Black Women’s Political Power: Glynda Carr
Normalize Black Women’s Leadership
Normalizing Black women’s leadership means that it is as plausible to have a Black woman represent a majority-white district as it is to have a white man represent a majority-Black district. Supporting Black women candidates in all districts will allow more qualified, more diverse candidates everywhere.
Political Power of Black women
Black women are the building blocks of successful political coalitions on any level of government. They were instrumental in Obama’s election, the “Blue Wave” in 2018, and in 2020. They are the best return on our voting investment because they also organize their families, neighborhoods, churches, unions, and other social groups. Black women have immense political power.
Participating in Democracy
Voting is only a starting point for participating in our democracy. Organizing for a cause, proposing legislation, and holding power accountable are all ways to be governing partners for our elected officials all year long. By being active participants, we create an environment to innovate our democracy and shape public policy.
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Glynda C. Carr is at the center of the national movement to grow Black women’s political power from the voting booth to elected office.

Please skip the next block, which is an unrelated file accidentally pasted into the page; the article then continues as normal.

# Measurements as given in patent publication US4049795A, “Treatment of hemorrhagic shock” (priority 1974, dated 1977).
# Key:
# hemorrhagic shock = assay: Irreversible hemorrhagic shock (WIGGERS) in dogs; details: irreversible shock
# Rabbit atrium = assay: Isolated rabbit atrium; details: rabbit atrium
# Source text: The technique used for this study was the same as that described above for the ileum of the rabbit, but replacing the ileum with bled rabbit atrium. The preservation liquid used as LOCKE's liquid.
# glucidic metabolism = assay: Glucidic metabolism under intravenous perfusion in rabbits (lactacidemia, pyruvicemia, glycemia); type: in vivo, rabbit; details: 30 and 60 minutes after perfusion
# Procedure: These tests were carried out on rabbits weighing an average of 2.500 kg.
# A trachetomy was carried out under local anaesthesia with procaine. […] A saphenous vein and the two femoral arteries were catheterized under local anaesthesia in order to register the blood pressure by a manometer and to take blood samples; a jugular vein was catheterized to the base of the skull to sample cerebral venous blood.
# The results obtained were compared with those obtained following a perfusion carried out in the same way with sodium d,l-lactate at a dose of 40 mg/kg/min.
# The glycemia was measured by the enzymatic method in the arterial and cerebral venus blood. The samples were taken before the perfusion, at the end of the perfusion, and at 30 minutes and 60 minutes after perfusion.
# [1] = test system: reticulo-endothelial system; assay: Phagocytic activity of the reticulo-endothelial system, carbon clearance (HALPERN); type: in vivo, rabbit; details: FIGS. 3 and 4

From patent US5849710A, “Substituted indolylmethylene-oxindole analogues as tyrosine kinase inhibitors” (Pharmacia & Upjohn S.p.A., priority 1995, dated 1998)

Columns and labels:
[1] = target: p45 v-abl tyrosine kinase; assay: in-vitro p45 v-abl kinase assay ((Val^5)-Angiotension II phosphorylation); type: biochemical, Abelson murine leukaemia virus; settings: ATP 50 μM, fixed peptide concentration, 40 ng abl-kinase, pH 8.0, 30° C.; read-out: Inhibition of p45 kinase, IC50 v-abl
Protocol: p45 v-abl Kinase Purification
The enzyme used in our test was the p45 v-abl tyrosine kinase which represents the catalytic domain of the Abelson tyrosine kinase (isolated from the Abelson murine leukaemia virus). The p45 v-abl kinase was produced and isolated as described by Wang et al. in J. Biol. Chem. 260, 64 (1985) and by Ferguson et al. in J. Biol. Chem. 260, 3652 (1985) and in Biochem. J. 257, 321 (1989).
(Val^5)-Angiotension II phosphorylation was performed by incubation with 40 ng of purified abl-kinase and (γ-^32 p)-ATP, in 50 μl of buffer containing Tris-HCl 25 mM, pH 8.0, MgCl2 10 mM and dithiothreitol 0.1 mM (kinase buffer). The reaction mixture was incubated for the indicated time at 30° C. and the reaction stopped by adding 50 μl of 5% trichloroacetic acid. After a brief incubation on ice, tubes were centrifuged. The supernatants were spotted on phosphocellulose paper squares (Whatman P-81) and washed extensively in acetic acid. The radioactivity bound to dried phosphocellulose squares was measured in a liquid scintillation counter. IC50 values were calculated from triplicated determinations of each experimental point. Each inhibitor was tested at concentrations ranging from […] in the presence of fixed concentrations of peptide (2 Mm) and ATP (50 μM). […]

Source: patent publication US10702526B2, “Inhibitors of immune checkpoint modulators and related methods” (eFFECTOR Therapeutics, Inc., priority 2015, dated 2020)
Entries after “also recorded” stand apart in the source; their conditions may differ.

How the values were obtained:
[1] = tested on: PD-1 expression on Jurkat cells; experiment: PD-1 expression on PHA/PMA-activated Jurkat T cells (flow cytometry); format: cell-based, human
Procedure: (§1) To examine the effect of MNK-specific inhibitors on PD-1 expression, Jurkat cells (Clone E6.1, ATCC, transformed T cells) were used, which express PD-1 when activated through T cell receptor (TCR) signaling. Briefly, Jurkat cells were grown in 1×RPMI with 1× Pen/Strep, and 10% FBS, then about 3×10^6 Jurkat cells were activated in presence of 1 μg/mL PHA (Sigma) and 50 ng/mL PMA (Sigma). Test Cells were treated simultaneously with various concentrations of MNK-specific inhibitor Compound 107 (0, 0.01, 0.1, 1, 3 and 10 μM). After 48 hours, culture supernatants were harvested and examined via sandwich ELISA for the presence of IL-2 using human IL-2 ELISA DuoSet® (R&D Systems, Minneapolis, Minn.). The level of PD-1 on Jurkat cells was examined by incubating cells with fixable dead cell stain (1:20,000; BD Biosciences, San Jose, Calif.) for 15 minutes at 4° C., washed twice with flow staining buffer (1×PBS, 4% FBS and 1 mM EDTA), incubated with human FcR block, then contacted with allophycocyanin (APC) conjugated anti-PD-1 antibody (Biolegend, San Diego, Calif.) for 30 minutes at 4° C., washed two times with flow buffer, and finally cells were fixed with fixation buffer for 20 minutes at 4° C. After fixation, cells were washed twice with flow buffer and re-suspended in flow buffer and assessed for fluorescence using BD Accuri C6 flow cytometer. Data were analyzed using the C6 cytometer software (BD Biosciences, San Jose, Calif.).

In 2011, she and Kimberly Peeler-Allen co-founded Higher Heights to address the dearth of organizing resources for politically active Black women and the lack of support for prospective candidates seeking elected office. Through her leadership, the organization has developed several innovative programs and efforts that have quickly solidified its reputation as the political home and go-to resource for progressive Black women.
Carr is the co-creator of #BlackWomenLead—a powerful coalition movement that is creating an environment for Black women to run, win, and lead—and the Higher Heights-powered #BlackWomenVote, a nonpartisan voter-activism campaign that serves as an independent and trusted voice for Black women’s political concerns. Her work to date has helped to elect 11 Black women to the U.S. Congress, including one to the Senate, and increase the number of Black women holding statewide executive office, including helping to elect the first Black woman to serve as New York State attorney general.
You can follow her on Twitter @GlyndaCarr.